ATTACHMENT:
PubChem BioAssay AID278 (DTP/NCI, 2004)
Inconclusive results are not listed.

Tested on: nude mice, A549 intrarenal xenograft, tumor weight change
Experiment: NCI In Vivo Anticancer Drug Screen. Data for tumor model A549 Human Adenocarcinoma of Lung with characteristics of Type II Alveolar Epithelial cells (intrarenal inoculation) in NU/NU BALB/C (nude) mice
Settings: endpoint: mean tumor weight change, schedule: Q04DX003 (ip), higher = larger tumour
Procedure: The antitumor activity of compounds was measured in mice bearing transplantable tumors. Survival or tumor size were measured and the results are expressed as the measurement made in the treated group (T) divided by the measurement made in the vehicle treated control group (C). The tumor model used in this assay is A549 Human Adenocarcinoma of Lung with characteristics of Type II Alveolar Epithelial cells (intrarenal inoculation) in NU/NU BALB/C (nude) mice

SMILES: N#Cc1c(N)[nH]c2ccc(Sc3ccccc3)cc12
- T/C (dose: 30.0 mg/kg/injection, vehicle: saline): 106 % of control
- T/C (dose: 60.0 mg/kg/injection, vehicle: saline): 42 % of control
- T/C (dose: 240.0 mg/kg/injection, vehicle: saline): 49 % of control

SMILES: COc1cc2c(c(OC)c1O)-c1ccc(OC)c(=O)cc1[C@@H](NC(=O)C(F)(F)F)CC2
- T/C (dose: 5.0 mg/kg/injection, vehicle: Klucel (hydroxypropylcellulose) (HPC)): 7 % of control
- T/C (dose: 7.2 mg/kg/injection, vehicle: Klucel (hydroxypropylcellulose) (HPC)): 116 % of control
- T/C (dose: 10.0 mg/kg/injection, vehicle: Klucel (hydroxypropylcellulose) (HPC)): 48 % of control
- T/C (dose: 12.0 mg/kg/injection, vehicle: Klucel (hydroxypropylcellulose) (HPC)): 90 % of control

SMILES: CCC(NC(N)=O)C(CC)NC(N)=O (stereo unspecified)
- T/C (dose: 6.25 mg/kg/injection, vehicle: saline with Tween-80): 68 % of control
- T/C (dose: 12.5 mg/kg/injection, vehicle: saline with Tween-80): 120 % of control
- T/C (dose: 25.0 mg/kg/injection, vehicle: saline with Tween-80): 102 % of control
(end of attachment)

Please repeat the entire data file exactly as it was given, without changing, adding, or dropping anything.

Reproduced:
PubChem BioAssay AID278 (DTP/NCI, 2004)
Inconclusive results are not listed.

Tested on: nude mice, A549 intrarenal xenograft, tumor weight change
Experiment: NCI In Vivo Anticancer Drug Screen. Data for tumor model A549 Human Adenocarcinoma of Lung with characteristics of Type II Alveolar Epithelial cells (intrarenal inoculation) in NU/NU BALB/C (nude) mice
Settings: endpoint: mean tumor weight change, schedule: Q04DX003 (ip), higher = larger tumour
Procedure: The antitumor activity of compounds was measured in mice bearing transplantable tumors. Survival or tumor size were measured and the results are expressed as the measurement made in the treated group (T) divided by the measurement made in the vehicle treated control group (C). The tumor model used in this assay is A549 Human Adenocarcinoma of Lung with characteristics of Type II Alveolar Epithelial cells (intrarenal inoculation) in NU/NU BALB/C (nude) mice

SMILES: N#Cc1c(N)[nH]c2ccc(Sc3ccccc3)cc12
- T/C (dose: 30.0 mg/kg/injection, vehicle: saline): 106 % of control
- T/C (dose: 60.0 mg/kg/injection, vehicle: saline): 42 % of control
- T/C (dose: 240.0 mg/kg/injection, vehicle: saline): 49 % of control

SMILES: COc1cc2c(c(OC)c1O)-c1ccc(OC)c(=O)cc1[C@@H](NC(=O)C(F)(F)F)CC2
- T/C (dose: 5.0 mg/kg/injection, vehicle: Klucel (hydroxypropylcellulose) (HPC)): 7 % of control
- T/C (dose: 7.2 mg/kg/injection, vehicle: Klucel (hydroxypropylcellulose) (HPC)): 116 % of control
- T/C (dose: 10.0 mg/kg/injection, vehicle: Klucel (hydroxypropylcellulose) (HPC)): 48 % of control
- T/C (dose: 12.0 mg/kg/injection, vehicle: Klucel (hydroxypropylcellulose) (HPC)): 90 % of control

SMILES: CCC(NC(N)=O)C(CC)NC(N)=O (stereo unspecified)
- T/C (dose: 6.25 mg/kg/injection, vehicle: saline with Tween-80): 68 % of control
- T/C (dose: 12.5 mg/kg/injection, vehicle: saline with Tween-80): 120 % of control
- T/C (dose: 25.0 mg/kg/injection, vehicle: saline with Tween-80): 102 % of control